Chris’ adaptation of Hank Snow’s “I’ve Been Everywhere” was frequently hilarious with Chris giving a whistle stop version of his own life story via a tongue twisting lyric name checking a bewildering variety of British locations. Technically dazzling, and great fun into the bargain.
By way of contrast the song “White Oak”, by the contemporary alt country singer songwriter Jason Isbell, had considerable emotional impact. The song, a kind of outlaw ballad, addresses Isbell’s problems with alcoholism and his eventual rehabilitation via an emotive, evocative and poetic lyric. The Moretons’ interpretation served the song well and I came away feeling that Isbell is a writer and performer I’d like to hear more of, even allowing for the fact that country – ‘alt’ or otherwise- isn’t usually my bag. Although more serious in tenor than most of the rest of the music this was arguably the highlight of the set.
The duo concluded with Moreton’s updating of the old Charlie Daniels hit “The Devil Went Down To Georgia”, re-invented here as “The Devil Went Back To Georgia” with Satan this time trying his luck in a guitar duel with ace picker Dan Crary. Needless to say the guy with the horns and the cape lost again.
This good natured set by the Moretons was well received by a jazz club crowd that seems increasingly happy to explore music outside its usual comfort zone. The ‘double bill’ format introduced for this club night season has proved to be highly popular and even the most unlikely combinations have worked well and been positively received. It’s a format that seems likely to continue into the 2017/18 season.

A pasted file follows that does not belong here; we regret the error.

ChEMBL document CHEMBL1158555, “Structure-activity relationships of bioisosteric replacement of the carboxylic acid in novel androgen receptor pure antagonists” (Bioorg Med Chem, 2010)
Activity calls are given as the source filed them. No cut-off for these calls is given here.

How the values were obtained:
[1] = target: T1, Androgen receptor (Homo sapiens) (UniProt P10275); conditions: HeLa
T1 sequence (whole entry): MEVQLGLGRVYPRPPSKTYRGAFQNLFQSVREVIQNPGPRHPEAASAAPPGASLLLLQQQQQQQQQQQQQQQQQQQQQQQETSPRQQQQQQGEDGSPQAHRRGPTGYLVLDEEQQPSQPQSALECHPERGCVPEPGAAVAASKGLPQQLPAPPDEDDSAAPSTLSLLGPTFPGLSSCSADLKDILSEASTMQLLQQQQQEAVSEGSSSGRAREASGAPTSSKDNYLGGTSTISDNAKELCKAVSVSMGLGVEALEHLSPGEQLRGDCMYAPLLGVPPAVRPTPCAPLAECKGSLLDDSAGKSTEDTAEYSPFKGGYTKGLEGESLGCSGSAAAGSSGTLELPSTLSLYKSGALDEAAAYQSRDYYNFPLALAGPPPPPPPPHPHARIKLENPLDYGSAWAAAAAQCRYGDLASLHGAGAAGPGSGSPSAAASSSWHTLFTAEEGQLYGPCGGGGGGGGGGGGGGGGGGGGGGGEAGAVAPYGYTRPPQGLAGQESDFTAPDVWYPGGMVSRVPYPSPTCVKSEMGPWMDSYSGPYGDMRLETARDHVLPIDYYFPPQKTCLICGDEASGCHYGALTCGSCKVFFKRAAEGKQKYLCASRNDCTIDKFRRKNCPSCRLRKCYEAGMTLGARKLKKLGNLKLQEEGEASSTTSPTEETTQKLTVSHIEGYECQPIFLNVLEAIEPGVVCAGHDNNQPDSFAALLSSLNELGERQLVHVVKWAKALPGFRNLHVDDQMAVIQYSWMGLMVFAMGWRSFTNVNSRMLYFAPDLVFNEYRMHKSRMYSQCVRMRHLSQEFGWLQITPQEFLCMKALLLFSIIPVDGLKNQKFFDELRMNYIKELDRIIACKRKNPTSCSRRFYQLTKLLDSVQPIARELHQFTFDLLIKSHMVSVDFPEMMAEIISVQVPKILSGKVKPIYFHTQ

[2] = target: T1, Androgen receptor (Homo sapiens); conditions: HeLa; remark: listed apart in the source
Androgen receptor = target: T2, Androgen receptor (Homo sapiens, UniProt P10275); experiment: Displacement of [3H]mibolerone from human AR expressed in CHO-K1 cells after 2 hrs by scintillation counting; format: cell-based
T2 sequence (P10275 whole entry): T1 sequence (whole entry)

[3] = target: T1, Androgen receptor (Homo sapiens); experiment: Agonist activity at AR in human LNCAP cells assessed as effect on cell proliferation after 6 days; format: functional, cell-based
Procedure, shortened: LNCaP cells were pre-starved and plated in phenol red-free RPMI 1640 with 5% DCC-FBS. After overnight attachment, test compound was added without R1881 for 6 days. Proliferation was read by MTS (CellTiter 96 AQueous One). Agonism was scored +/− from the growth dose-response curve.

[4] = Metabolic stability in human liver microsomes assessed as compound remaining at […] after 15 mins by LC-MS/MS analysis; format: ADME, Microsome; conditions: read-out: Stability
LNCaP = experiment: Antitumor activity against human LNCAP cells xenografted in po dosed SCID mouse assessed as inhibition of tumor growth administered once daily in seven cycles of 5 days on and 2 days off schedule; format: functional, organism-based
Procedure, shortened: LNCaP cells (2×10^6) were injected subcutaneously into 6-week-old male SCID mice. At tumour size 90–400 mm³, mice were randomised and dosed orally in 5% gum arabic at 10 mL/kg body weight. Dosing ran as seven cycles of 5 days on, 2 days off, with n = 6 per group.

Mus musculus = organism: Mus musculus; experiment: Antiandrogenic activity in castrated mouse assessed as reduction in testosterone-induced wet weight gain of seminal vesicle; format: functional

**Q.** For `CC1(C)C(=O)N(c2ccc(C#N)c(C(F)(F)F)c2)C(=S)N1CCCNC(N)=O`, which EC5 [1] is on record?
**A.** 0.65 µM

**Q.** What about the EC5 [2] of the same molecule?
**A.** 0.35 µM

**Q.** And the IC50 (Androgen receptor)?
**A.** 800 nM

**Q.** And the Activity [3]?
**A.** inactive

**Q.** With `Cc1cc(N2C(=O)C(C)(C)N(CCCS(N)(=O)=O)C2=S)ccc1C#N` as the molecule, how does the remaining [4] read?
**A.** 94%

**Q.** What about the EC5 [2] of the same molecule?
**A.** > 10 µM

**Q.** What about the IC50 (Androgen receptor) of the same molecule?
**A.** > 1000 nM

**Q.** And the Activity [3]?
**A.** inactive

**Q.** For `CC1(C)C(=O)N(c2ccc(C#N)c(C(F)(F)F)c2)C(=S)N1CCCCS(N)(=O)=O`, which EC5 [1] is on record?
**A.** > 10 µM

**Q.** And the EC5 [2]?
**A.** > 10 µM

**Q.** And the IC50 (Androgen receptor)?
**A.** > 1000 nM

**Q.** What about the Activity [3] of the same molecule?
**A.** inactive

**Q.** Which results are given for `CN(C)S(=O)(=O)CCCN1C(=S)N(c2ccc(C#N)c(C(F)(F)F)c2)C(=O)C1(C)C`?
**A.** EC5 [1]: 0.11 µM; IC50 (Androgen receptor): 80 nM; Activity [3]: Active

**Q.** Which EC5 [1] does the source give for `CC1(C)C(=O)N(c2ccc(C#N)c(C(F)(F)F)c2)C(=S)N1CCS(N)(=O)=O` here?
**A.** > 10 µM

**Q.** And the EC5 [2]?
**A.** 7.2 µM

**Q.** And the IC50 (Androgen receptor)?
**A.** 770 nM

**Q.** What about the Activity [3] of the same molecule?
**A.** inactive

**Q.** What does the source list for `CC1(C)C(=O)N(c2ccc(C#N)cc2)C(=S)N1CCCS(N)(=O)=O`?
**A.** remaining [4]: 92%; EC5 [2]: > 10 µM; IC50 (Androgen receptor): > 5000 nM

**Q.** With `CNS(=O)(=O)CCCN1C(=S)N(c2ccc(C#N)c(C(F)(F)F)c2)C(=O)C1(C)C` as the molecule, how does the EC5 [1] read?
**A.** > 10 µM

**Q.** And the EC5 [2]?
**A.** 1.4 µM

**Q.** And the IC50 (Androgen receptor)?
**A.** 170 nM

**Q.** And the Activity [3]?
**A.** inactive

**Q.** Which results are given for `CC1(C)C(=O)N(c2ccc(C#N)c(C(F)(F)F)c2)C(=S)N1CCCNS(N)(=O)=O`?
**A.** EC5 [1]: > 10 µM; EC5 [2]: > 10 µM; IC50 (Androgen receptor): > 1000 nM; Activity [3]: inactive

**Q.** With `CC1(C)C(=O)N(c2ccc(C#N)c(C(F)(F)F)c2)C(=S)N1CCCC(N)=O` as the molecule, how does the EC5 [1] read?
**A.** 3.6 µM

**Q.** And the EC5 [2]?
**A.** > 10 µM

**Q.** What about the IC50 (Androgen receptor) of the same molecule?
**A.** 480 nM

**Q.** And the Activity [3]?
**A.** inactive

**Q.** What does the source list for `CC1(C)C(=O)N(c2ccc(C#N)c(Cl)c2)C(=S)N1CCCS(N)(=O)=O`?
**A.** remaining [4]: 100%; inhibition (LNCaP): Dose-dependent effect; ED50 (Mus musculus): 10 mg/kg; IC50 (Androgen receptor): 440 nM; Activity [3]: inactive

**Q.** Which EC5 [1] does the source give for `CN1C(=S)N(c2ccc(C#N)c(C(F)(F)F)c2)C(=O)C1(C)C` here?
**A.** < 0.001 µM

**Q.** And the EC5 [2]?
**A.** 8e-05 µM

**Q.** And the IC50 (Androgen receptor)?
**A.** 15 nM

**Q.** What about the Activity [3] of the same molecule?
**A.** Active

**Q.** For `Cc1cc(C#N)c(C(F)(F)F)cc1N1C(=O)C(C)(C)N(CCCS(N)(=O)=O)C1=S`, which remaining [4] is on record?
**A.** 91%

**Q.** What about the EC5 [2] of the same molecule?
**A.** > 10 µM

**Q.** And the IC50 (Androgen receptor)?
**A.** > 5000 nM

FB POCKET ORCHESTRA
FBPO first appeared in Abergavenny at the 2015 Wall2Wall Jazz Festival when they delivered a well received set at the Jazz Alley event in the town’s Market Hall. It was predicted at the time that they would subsequently return for a club night event, and now, nearly two years later ,here they were.
Part of the reason for the delay in their return was the band’s phenomenally busy schedule with several residencies in the South of England plus a busy touring programme. FBPO often tour on rural touring schemes and later in 2015 appeared at Whitbourne Village Hall in my native Herefordshire, an event sponsored by the Arts Alive organisation.
The Orchestra describes itself as playing “hot jazz, blues, ragtime and popular dances of the 1920s/30s and earlier”. The three members, Jenny Russell, Ollie Corbin and Paul Stevenson all sing and play a variety of instruments. They all have an obvious love for, and knowledge of, the music of their chosen era and present their repertoire in a professional manner that is both humorous and informative.
The nature of the music played by FBPO, all of it dating from the pre LP era, ensured that their set was jam packed with short, catchy songs, many of them highly familiar. Russell was the group’s main singer, a technically accomplished vocalist who delivered the sometimes risqué material with a flirtatious twinkle in her eye. She also proved to be a skilled clarinet soloist and also doubled on washboard during her colleagues’ instrumental solos. Stevenson specialised on guitar and banjo and occasionally rattled a tambourine with his foot. Meanwhile Corbin acted as the band’s spokesman and played a bewildering variety of instruments including tuba, accordion and cornet.
They opened with Russell singing the lively “Exactly Like You” and followed this with the seductive blues of “Come Love” with Russell again handling the vocals and soloing on clarinet as Stevenson’s tautly strummed guitar and Corbin’s pumping tuba bass lines provided the rhythmic impetus.
The characteristic instrument swappage began wit the cautionary “Say No To The Devil” as Stevenson moved from guitar to banjo. Russell’s humorous delivery updated the lyrics to include topical references to banjos and the Severn Bridge – I assume the band had encountered traffic delays en route to the venue.